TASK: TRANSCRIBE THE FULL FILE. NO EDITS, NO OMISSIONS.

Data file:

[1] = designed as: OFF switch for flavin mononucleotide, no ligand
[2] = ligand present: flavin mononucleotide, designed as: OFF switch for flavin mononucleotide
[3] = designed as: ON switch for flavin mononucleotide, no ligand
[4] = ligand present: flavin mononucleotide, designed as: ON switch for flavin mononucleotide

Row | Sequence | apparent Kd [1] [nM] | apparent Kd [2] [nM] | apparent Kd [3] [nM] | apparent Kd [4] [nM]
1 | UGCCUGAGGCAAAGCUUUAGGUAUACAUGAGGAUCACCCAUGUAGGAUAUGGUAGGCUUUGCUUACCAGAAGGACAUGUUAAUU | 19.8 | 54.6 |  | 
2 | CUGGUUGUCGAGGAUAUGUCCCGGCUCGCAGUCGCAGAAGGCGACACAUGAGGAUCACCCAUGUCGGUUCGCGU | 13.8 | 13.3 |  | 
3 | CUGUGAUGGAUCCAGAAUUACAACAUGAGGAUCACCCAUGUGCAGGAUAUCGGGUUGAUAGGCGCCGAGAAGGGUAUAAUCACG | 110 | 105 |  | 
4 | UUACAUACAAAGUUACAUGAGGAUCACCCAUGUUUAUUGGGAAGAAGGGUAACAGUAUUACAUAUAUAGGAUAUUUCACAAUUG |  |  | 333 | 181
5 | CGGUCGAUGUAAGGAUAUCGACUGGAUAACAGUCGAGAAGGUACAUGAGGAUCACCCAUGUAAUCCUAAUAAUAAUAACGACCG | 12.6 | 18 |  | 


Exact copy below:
[1] = designed as: OFF switch for flavin mononucleotide, no ligand
[2] = ligand present: flavin mononucleotide, designed as: OFF switch for flavin mononucleotide
[3] = designed as: ON switch for flavin mononucleotide, no ligand
[4] = ligand present: flavin mononucleotide, designed as: ON switch for flavin mononucleotide

Row | Sequence | apparent Kd [1] [nM] | apparent Kd [2] [nM] | apparent Kd [3] [nM] | apparent Kd [4] [nM]
1 | UGCCUGAGGCAAAGCUUUAGGUAUACAUGAGGAUCACCCAUGUAGGAUAUGGUAGGCUUUGCUUACCAGAAGGACAUGUUAAUU | 19.8 | 54.6 |  | 
2 | CUGGUUGUCGAGGAUAUGUCCCGGCUCGCAGUCGCAGAAGGCGACACAUGAGGAUCACCCAUGUCGGUUCGCGU | 13.8 | 13.3 |  | 
3 | CUGUGAUGGAUCCAGAAUUACAACAUGAGGAUCACCCAUGUGCAGGAUAUCGGGUUGAUAGGCGCCGAGAAGGGUAUAAUCACG | 110 | 105 |  | 
4 | UUACAUACAAAGUUACAUGAGGAUCACCCAUGUUUAUUGGGAAGAAGGGUAACAGUAUUACAUAUAUAGGAUAUUUCACAAUUG |  |  | 333 | 181
5 | CGGUCGAUGUAAGGAUAUCGACUGGAUAACAGUCGAGAAGGUACAUGAGGAUCACCCAUGUAAUCCUAAUAAUAAUAACGACCG | 12.6 | 18 |  | 